The top grossing films of all time are predominantly action movies.
People love to watch good triumph over evil. Unless it’s a cop, that is.
Nearly every action film follows a formula. The story’s hero is fighting for the common good. The villain cares only about his own self interest or the destruction of others.
We root for the hero to have all the tools necessary to prevail. After all, he’s protecting those unable to protect themselves.
We learn what’s at stake if our hero is unable to stop the villain’s quest to harm others. As things escalate, there comes a point of no return, no going back.
The stakes are life and death.
Real Life Isn’t Like the Movies
Now imagine if the police interactions we watch on TV were like action films, and we saw the complete back story. Unfortunately, news and social media capture the action as if we walked in at the end of the movie, not the start.
Who are we rooting for? It looks like the cop is the aggressor. The news only shows what would be an action film’s final sequence.
I believe that has played into the public’s psyche, making us too often perceive the police as the villain.
The news routinely highlights the worthiness of the suspect in question. They research his past and share his positive traits. Perhaps he’s an honor student or good Samaritan. He was just walking down the street minding his own business, etc.
In an officer-involved shooting, reporters rarely discuss the officer’s motives or spotless work record. The public is often unaware that frequently the reason the officer engaged with this individual was because a citizen called in a complaint or politicians told them to crack down on this behavior.
Instead it’s implied the officer was acting out of some malice or prejudice.
His motive was merely to kill for no reason rather than his actions were compelled by the circumstances and what he had to lose by standing down. The public sees the the suspect as a helpless victim, even a martyr.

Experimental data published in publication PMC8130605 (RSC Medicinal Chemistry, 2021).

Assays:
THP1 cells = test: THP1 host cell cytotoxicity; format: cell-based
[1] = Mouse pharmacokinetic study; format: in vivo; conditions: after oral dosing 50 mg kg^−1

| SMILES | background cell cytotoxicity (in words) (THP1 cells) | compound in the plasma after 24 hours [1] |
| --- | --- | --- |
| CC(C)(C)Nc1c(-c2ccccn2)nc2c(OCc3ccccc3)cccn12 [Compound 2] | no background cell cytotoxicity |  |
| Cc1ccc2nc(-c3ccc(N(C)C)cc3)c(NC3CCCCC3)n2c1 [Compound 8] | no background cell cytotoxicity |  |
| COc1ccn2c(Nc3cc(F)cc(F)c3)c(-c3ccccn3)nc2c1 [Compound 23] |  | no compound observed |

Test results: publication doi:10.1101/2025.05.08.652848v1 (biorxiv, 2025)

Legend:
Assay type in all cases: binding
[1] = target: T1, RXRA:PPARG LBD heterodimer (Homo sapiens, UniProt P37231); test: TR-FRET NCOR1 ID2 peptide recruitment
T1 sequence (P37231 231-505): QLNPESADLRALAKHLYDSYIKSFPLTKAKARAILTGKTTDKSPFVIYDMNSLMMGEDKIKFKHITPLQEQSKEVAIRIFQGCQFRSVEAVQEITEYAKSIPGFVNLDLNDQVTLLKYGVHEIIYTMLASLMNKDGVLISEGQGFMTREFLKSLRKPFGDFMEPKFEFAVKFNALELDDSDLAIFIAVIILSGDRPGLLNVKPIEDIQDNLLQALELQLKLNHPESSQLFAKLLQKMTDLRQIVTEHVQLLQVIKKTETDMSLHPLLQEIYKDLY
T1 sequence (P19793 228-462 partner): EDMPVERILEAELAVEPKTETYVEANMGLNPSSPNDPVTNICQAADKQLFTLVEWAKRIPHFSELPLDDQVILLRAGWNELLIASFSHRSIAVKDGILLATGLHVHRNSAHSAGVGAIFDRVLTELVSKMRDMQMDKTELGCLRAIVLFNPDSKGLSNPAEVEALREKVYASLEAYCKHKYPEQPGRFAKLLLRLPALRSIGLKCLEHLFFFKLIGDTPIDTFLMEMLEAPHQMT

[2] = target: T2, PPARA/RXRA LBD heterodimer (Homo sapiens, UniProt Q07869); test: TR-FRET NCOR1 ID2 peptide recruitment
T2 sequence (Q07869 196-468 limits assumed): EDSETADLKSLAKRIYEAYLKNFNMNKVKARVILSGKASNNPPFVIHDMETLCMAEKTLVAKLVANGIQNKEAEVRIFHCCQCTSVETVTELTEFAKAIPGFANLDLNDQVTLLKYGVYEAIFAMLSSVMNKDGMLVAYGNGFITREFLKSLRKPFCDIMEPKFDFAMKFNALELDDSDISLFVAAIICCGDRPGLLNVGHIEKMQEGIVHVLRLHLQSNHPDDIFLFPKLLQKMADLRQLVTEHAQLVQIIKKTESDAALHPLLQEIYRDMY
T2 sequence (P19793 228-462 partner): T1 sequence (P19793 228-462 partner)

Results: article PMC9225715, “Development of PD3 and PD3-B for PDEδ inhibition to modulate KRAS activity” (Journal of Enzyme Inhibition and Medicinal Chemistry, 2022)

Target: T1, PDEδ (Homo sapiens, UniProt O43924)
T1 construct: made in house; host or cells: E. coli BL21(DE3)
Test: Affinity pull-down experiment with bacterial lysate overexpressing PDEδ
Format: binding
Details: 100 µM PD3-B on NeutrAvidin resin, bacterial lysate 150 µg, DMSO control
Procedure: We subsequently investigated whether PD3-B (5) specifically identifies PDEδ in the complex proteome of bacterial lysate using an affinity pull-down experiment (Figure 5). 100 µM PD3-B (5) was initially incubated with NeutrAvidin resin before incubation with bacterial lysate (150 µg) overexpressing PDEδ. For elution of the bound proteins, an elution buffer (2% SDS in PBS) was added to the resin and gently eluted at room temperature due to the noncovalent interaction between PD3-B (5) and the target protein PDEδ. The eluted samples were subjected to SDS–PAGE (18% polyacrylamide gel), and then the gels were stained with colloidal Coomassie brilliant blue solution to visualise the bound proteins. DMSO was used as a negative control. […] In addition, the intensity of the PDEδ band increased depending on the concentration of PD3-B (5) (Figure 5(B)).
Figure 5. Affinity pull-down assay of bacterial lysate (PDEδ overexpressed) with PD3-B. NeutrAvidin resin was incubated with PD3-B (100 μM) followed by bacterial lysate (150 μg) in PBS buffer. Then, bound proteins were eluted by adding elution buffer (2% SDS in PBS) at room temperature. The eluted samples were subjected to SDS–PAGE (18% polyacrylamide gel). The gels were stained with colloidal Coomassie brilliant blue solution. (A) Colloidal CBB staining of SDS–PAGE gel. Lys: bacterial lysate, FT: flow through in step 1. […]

What about the damage he left in his path?
The lines between hero and villain can be blurred in both real life and movies. We’re inclined to take the side of the injured person and assume he was a victim. It’s human nature to feel bad for the one who was harmed the most.
That’s good. We should be empathetic. It doesn’t mean the person who lost that fight didn’t participate in the outcome.
We would never pay for a movie ticket and just watch the end of a film without the build up and the back story. So why are we willing to pay the price of a life of anger and hatred without the whole story?
This is just one of the analogies that will be discussed in the new documentary “Monochrome.”
Telling the Other Side of the Story
I’m the wife and daughter of police officers, in addition to being a Hollywood actress. I’ve been advocating for police causes since the ’90s when I served on the celebrity advisory board for the National Police Hall of Fame and Museum. I’ve also appeared on ABC’s “Good Morning America” with Chief Daryl Gates discussing SWAT standards.
As an actor I’ve learned there is something magical about film. It allows people to let their guard down and put themselves in someone else’s shoes.
We will not be breaking down high-profile cases or merely stating facts and statistics. It’s about the human element and the emotions which, I think, are the missing pieces to solving this challenging issue. We need to get to the heart of it. That is what this film will do — bring the police and community together to see things from each other’s perspective.
Actress Tracy Melchior’s Hollywood credits include “The Bold and the Beautiful,” “The Young and the Restless” and the upcoming “Bad Impulse.”